Castiglione

[kah-stee-lyaw-ne]
|

noun

Bal·das·sa·re [bahl-dahs-sah-re] /ˌbɑl dɑsˈsɑ rɛ/, 1478–1529, Italian diplomat and author.

Dictionary.com Unabridged Based on the Random House Unabridged Dictionary, © Random House, Inc. 2019

Examples from the Web for castiglione

Contemporary Examples of castiglione

  • There used to be great books on the sorts of lives that should be emulated, by people like Plutarch and Castiglione.

    The Daily Beast logo
    David Brooks's Favorite Books

    David Brooks

    March 8, 2011

Historical Examples of castiglione

  • The battles of Lonato and Castiglione were the fresh trophies of his fame.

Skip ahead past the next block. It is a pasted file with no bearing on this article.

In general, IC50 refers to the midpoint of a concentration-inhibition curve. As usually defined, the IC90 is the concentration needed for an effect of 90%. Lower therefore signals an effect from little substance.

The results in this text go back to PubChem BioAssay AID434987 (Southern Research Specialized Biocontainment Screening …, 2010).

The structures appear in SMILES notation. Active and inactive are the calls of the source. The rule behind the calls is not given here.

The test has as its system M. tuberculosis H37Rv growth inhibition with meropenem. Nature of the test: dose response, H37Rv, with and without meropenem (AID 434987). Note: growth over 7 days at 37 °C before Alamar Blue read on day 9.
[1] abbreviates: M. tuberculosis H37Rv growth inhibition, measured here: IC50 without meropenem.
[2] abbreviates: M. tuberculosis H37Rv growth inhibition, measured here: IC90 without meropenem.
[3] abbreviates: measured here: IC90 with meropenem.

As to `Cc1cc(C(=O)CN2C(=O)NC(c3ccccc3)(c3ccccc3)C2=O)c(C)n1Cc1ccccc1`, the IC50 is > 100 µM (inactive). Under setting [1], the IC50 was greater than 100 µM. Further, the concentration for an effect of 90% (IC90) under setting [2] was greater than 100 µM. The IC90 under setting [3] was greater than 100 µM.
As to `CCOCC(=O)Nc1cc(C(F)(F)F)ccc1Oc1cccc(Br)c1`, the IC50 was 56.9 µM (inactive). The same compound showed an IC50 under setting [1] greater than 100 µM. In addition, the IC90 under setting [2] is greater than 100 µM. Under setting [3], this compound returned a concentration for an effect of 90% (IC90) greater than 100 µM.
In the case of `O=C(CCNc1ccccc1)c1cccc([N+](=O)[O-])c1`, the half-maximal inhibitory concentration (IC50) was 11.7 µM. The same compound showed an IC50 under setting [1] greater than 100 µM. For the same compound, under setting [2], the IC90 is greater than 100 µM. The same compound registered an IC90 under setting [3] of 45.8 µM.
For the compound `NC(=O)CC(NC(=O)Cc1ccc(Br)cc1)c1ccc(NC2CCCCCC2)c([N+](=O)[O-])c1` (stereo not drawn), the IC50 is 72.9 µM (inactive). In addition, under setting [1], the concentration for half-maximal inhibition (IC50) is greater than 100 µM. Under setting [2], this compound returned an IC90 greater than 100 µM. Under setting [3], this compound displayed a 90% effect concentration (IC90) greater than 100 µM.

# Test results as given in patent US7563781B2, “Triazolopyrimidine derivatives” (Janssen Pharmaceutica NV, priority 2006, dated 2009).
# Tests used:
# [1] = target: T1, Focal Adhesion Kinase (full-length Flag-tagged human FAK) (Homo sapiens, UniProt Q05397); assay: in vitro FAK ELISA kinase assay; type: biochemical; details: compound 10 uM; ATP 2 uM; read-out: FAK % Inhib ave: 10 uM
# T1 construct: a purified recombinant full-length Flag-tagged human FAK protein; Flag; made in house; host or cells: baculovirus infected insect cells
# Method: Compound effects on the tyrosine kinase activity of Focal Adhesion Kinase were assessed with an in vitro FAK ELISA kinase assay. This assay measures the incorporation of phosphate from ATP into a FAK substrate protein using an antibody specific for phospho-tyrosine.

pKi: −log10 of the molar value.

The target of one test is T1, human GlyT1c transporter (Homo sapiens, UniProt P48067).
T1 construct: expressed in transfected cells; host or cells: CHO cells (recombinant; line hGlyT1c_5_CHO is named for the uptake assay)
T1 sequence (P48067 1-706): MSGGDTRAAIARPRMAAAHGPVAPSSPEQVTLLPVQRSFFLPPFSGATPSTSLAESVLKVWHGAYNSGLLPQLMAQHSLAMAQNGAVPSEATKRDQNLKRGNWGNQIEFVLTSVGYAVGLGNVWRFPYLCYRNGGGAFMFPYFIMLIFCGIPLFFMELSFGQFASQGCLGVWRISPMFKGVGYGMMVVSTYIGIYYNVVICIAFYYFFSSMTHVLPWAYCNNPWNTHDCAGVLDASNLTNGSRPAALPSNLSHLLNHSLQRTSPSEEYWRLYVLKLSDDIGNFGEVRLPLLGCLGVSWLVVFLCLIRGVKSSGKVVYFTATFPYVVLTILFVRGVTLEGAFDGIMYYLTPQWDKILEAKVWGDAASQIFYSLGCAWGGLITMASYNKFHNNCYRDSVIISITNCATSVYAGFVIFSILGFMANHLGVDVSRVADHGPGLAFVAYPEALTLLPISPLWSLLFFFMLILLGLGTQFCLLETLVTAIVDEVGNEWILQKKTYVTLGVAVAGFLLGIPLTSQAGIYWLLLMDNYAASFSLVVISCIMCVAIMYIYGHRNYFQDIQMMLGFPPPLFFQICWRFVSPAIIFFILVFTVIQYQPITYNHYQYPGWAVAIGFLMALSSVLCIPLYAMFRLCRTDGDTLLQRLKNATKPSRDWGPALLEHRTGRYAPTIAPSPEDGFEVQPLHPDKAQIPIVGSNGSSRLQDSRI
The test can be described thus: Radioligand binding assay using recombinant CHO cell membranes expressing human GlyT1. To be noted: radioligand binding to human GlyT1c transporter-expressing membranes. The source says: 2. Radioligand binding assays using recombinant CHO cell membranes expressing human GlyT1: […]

The Empress Josephine

    Louise Muhlbach

  • The site was doubtless near the Mola and the village Castiglione.

  • It could only be from Castiglione—the news that he had got his exchange into his old regiment.

    A Lady of Rome

    F. Marion Crawford

  • I did not know that Castiglione wished to come to Rome, she said.

    A Lady of Rome

    F. Marion Crawford

  • Castiglione is gone to Milan and may not come back for years.

    A Lady of Rome

    F. Marion Crawford



British Dictionary definitions for castiglione

Castiglione

noun

Count Baldassare (baldasˈsaːre). 1478–1529, Italian diplomat and writer, noted particularly for his dialogue on ideal courtly life, Il Libro del Cortegiano (The Courtier) (1528)
Collins English Dictionary - Complete & Unabridged 2012 Digital Edition © William Collins Sons & Co. Ltd. 1979, 1986 © HarperCollins Publishers 1998, 2000, 2003, 2005, 2006, 2007, 2009, 2012